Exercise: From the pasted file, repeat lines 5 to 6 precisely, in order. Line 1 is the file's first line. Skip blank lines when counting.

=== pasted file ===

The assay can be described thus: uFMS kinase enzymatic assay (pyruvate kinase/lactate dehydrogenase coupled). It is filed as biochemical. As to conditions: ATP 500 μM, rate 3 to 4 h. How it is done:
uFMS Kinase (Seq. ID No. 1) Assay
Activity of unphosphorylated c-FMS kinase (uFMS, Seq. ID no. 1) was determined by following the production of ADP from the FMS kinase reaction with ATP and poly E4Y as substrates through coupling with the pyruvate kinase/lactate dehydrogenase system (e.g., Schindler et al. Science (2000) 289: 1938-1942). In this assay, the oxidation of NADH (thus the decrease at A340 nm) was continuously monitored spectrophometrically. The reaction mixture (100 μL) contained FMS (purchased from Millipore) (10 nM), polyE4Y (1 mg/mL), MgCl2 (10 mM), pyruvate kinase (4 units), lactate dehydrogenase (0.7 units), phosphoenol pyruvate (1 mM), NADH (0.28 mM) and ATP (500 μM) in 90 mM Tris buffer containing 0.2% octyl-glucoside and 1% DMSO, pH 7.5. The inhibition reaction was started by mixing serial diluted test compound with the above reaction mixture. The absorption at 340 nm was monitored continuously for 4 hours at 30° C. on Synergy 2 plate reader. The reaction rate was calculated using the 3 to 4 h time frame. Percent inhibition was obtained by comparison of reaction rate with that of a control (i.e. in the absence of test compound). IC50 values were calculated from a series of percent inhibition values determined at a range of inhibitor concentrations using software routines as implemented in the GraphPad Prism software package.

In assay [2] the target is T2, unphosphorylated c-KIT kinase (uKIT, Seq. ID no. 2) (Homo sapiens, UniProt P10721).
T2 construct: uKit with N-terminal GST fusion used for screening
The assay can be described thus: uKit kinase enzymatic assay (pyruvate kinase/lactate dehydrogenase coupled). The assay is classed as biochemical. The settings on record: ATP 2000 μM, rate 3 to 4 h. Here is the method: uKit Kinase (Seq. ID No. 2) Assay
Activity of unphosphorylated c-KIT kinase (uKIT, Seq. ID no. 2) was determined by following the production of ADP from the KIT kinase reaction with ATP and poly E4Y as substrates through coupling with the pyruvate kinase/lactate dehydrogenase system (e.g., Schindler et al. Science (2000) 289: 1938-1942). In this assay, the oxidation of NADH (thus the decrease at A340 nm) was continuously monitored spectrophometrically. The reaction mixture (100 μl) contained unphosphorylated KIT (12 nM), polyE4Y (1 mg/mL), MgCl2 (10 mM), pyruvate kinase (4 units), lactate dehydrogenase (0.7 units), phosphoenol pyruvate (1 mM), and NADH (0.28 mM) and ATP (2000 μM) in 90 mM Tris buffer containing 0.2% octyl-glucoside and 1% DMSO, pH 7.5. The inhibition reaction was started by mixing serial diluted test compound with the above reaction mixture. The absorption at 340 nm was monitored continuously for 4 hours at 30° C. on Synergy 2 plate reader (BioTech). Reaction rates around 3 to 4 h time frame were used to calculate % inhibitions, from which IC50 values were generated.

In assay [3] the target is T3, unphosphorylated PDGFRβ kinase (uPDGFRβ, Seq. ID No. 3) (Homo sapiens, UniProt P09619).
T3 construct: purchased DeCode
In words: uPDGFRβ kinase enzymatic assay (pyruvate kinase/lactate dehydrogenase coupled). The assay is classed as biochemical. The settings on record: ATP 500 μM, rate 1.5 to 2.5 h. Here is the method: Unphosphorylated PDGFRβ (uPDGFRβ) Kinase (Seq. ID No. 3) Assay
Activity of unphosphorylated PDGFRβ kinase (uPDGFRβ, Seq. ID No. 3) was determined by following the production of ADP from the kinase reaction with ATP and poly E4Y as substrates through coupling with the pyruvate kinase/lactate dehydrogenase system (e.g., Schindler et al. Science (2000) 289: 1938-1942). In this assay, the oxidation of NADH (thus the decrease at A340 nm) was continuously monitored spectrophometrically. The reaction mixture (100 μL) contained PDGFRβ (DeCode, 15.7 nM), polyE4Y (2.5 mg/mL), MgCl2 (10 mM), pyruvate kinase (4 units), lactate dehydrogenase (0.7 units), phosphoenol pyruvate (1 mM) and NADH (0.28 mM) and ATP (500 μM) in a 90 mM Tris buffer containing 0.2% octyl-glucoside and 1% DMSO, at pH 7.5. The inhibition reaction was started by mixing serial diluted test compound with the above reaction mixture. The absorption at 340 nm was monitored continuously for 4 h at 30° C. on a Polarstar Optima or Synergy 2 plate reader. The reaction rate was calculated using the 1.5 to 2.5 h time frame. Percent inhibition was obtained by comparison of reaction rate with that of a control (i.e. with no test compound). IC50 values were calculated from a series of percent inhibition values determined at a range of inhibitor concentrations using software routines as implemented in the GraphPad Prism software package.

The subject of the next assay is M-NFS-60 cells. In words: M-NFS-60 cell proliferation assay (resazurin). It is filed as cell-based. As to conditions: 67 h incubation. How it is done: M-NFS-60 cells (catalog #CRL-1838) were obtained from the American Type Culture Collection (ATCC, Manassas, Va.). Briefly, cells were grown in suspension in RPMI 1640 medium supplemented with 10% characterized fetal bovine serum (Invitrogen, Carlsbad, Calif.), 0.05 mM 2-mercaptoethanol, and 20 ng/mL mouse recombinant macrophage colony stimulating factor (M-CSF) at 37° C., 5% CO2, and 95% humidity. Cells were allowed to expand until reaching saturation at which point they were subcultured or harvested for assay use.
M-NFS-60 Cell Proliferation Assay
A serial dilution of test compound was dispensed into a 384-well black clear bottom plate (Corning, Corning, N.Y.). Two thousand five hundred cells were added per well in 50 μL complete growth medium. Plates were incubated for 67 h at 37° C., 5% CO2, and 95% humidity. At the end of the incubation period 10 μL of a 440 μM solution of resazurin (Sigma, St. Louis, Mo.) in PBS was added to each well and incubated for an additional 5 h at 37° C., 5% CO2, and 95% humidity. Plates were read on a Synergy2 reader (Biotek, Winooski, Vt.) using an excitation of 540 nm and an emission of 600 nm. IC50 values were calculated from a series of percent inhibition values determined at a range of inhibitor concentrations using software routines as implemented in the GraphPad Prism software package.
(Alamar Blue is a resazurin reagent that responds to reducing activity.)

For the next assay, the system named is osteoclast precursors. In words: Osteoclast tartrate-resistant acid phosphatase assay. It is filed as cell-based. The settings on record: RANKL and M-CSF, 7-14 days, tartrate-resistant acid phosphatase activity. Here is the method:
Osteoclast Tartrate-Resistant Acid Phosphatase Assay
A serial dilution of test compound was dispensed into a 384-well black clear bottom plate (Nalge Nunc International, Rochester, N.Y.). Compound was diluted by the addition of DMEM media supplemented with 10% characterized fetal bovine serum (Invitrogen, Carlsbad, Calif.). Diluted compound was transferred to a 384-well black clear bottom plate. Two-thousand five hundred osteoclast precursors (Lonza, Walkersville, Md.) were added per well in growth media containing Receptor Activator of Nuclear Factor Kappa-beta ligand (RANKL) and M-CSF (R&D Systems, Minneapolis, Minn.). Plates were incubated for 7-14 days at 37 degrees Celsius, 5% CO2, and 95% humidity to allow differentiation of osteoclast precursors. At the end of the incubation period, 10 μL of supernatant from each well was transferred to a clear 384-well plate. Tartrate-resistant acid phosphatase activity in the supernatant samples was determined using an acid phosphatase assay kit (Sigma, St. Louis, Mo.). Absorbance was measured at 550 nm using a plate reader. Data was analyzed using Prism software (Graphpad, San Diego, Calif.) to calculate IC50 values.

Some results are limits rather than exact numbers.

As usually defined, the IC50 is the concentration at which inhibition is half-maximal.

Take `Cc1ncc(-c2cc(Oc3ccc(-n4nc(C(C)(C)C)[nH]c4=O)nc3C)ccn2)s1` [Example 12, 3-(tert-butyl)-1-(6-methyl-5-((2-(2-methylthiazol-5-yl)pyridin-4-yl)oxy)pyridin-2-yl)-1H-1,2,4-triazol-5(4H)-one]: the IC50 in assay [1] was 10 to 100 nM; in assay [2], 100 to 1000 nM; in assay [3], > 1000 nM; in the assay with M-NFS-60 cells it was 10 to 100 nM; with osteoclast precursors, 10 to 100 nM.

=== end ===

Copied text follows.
T2 construct: uKit with N-terminal GST fusion used for screening
The assay can be described thus: uKit kinase enzymatic assay (pyruvate kinase/lactate dehydrogenase coupled). The assay is classed as biochemical. The settings on record: ATP 2000 μM, rate 3 to 4 h. Here is the method: uKit Kinase (Seq. ID No. 2) Assay